London, 21 February 2011: Malaria Consortium Uganda played host to members of the All-Party Parliamentary Group on Malaria and Neglected Tropical Diseases (APPMG) who came on a study tour of the country to learn more about the malaria environment in Uganda and the role of the UK in supporting the fight against the disease.
Jeremy Lefroy, MP for Stafford and Chair of the APPMG, and Group Secretary Pauline Latham, MP for Derby and secretary of the group, travelled to Uganda in January to meet with implementers at district and national level, as well as beneficiaries.
The week of meetings included a field trip to Hoima, in Western Uganda, where the delegation was able to observe the impact of the malaria burden on Ugandan people first hand. They met with volunteer health teams (VHTs) trained under Malaria Consortium’s integrated community case management (ICCM) project funded by the Canadian International Development Agency. VHTs are the front line support for some of the more remote communities and are trained and given support from district level health officials to treat young children for pneumonia, diarrhoea and malaria at community level.
The volunteers are provided with medicine kits containing drugs and education materials. This not only means that the VHTs can provide localised and immediate care for children that are suffering from high fevers, but this also helps to reduce referrals to the already over-capacity health facilities. The VHTs keep detailed patient data logs, which feed into district and eventually national health management information systems (HMIS) databases, and which are invaluable tools for forecasting commodity and treatment gaps for hard to reach populations.
The delegation also met recipients of long-lasting insecticidal nets provided by the Comic Relief funded Pioneer project.
In Kampala, the group was given a tour of QCI, the only drug manufacture plant in sub-Saharan Africa with a WHO certificate of approval, and the only non-foreign drug plant to supply the malaria treatment, artemisinin combination therapy, to Ugandan citizens. The delegation was given an insight into how invaluable private sector engagement is in the sustainability of malaria interventions, and how donor support to operations such as QCI provides a vital economic boost to the burgeoning health market.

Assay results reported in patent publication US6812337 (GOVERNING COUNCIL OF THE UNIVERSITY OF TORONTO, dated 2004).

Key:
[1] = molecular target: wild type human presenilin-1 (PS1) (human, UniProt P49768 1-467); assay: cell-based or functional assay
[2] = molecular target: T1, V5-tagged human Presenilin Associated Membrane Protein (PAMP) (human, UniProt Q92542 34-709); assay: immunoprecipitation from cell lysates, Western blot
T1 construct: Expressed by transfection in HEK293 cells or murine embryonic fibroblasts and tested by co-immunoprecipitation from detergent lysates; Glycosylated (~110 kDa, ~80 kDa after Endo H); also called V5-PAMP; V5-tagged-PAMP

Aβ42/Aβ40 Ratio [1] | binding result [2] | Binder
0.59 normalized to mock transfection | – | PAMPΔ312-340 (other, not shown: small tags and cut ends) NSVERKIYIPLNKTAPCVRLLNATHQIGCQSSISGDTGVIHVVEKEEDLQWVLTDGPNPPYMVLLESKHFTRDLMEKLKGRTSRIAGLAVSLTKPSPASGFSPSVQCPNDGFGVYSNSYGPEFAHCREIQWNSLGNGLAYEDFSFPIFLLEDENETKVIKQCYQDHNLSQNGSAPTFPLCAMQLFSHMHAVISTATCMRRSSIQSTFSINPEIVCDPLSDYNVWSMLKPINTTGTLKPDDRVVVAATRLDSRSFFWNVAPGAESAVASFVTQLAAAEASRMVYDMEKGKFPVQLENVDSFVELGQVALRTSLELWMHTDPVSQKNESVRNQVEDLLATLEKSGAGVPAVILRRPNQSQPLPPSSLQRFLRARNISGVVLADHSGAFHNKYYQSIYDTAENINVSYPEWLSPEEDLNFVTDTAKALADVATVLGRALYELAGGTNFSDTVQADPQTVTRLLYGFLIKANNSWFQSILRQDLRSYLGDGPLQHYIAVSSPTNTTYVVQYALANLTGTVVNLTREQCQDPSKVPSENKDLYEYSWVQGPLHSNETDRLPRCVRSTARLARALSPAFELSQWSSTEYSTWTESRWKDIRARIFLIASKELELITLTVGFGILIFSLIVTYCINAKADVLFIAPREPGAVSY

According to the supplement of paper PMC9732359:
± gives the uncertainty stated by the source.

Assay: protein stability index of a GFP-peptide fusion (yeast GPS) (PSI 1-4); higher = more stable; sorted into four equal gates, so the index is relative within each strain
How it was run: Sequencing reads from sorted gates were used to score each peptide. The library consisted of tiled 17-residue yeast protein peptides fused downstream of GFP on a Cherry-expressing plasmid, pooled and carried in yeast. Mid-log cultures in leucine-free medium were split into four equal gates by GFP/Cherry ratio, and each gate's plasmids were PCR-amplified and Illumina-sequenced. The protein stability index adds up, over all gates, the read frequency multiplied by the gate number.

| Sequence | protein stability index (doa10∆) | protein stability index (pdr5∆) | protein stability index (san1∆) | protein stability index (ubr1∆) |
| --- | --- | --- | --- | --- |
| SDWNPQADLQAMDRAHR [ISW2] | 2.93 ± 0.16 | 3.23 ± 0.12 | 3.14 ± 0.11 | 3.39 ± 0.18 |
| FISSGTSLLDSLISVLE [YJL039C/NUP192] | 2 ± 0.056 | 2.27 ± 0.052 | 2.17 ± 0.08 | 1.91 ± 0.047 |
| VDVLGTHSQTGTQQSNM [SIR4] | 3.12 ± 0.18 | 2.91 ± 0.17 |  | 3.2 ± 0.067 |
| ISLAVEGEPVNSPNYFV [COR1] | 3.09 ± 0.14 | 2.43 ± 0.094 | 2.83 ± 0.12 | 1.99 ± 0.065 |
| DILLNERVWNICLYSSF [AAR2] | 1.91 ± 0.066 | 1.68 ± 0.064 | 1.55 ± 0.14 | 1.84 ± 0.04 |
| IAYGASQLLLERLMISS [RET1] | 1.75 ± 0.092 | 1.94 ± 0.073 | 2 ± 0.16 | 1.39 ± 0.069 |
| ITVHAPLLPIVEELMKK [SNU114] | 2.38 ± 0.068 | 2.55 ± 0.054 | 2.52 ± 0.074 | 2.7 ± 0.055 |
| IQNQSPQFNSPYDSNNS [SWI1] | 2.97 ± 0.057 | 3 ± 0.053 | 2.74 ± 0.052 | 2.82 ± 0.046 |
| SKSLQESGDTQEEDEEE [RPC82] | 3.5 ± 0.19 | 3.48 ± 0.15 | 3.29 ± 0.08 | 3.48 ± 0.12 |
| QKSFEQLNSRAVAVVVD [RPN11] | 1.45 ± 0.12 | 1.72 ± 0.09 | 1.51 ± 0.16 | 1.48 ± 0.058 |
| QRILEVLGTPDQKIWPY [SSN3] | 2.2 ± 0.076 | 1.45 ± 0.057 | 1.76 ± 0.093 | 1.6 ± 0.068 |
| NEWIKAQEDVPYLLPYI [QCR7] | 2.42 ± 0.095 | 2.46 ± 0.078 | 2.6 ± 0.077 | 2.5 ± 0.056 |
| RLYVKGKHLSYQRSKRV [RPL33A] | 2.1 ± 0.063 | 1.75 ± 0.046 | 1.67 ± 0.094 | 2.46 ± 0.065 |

The delegation also had high level meetings with staff from the UK Department for International Development, the British High Commission and with engaged members of parliament and Ugandan industry leaders who are working hard in the fight to control malaria.
Finally, the MPs met Ugandan Minister of Health, Dr. Stephen Mallinga, where they shared experiences and spoke about the political barriers to implementing effective malaria interventions in a country with such significant infrastructural deficiencies.
Speaking at the All-Party Parliamentary group’s report meeting on the trip, Mr Lefroy said that he was heartened by the good work being done on the ground to combat malaria related mortality and morbidity, and re-affirmed the commitment of the APPMG and the government to tackling malaria in Uganda.
“I was very impressed by the level of commitment demonstrated by all implementers, and especially by the volunteer health teams in Hoima. This is the big society in action, and it has lessons for us here in Britain.”
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